• By Nadia Owusu
  • Simon & Schuster
  • 320 pp.
  • Reviewed by Patricia Ann McNair
  • January 22, 2022

Mapping and mining the topography of grief.


Imagine a childhood of travel and privilege, of comfortable homes behind high walls, of chauffeurs and servants, of exclusive education and the adoration of a doting father. Now imagine that world being shaken and cracked, broken by immense losses and the grief that comes with them.

Imagine making your way across the fault lines of this childhood only to come face-to-face with an unsubstantiated yet devastating secret and to live through tragic world events and personal, debilitating despair. Such is the stuff of Nadia Owusu’s stunning new memoir, Aftershocks.

Owusu was born in Dar es Salaam, Tanzania, to a Black Ghanaian father and a white Armenian American mother. Her father worked for the United Nations, and this allowed the family to live what should have been a good life. But when Owusu was 3 years old, her mother left her father and their children.

After that, Owusu lived in England (twice), Italy (twice), Ethiopia, and Uganda, and finally settled in New York at 18. The feeling of discovery and an expansive worldview combined with a sense of displacement and otherness borne from such a life on the move would make this book an engaging and fascinating read, but there is more to it than that. It is the death of Owusu’s father when she was 13 and the aftershocks from this immense loss that further complicate an already complex and compelling narrative.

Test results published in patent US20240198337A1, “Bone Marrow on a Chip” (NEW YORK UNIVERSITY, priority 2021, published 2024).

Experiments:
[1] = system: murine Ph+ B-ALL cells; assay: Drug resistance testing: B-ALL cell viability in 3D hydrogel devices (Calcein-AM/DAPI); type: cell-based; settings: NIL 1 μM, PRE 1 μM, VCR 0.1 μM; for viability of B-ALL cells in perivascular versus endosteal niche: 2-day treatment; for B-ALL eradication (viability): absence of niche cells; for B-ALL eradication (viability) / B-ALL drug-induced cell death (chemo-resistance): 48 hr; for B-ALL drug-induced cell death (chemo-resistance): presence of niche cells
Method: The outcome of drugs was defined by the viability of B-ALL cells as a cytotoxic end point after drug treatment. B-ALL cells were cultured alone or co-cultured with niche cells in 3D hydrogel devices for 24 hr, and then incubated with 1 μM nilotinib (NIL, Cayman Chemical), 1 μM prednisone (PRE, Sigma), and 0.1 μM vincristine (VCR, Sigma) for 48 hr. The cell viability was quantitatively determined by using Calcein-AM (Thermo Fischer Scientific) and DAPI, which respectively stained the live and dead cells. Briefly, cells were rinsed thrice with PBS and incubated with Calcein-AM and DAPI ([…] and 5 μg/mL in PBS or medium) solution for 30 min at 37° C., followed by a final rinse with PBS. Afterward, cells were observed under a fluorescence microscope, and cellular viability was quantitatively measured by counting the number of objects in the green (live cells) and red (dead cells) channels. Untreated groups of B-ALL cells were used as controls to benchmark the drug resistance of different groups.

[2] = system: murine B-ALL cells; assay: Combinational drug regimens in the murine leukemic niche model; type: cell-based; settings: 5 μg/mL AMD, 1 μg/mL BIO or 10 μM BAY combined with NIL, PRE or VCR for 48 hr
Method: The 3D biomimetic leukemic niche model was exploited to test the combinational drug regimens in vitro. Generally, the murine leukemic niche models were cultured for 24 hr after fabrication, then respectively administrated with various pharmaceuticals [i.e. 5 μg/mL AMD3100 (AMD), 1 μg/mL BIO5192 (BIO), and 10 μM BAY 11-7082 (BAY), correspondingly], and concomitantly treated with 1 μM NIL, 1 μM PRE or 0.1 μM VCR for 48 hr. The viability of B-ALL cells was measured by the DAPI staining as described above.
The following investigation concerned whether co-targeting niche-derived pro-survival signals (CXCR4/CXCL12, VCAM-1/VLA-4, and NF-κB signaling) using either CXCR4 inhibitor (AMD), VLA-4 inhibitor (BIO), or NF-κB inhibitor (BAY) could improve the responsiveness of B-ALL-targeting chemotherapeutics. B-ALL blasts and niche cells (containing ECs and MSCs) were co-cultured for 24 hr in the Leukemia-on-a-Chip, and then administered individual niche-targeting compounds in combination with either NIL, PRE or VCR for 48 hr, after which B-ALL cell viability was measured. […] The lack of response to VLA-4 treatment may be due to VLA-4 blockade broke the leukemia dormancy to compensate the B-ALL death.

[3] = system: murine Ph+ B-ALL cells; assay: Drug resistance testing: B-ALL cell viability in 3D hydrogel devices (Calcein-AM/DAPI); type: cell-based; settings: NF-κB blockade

Owusu tells us, “Sometimes I think my memories are more about what didn’t happen than what did, who wasn’t there than who was. My memories are about leaving and being left. They are about absence.”

And how could they not be? A mother abandoning the family when Owusu was a toddler, a father dying not so long after, an uprooting from one place to another and another, a confrontation with a sometimes loving, often cruel stepmother who shakes Owusu’s world with a claim that forever tilts the ground on which she has built her memories — these things and others create recollections broken and reformed, pieces and details lost in the gaping chasms of what was.

This is not a trauma memoir, although trauma was suffered. Instead, it is a collection of recalled personal moments (among them, her close encounter with the attacks of 9/11) interspersed with family history and Ghanaian and Armenian history, reflections on faith (“Atheist? Agnostic?” she writes in a brief chapter called “Resettlement Registration Form”), and mental health (the book is dedicated to “mad black women everywhere”).

These things overlap and suggest a layered awareness that can both harm and heal. Owusu reminds us that culpability and transgression live side-by-side with better things. She suggests that history is more than a story; it’s a collection of many stories that “billow all around us like copper-colored dust that sometimes obscures everything.” Stories we use to find our way. Stories that present “Destruction and creation. Changes in light, terrain, and atmosphere. Delicate new freedom. Hope.”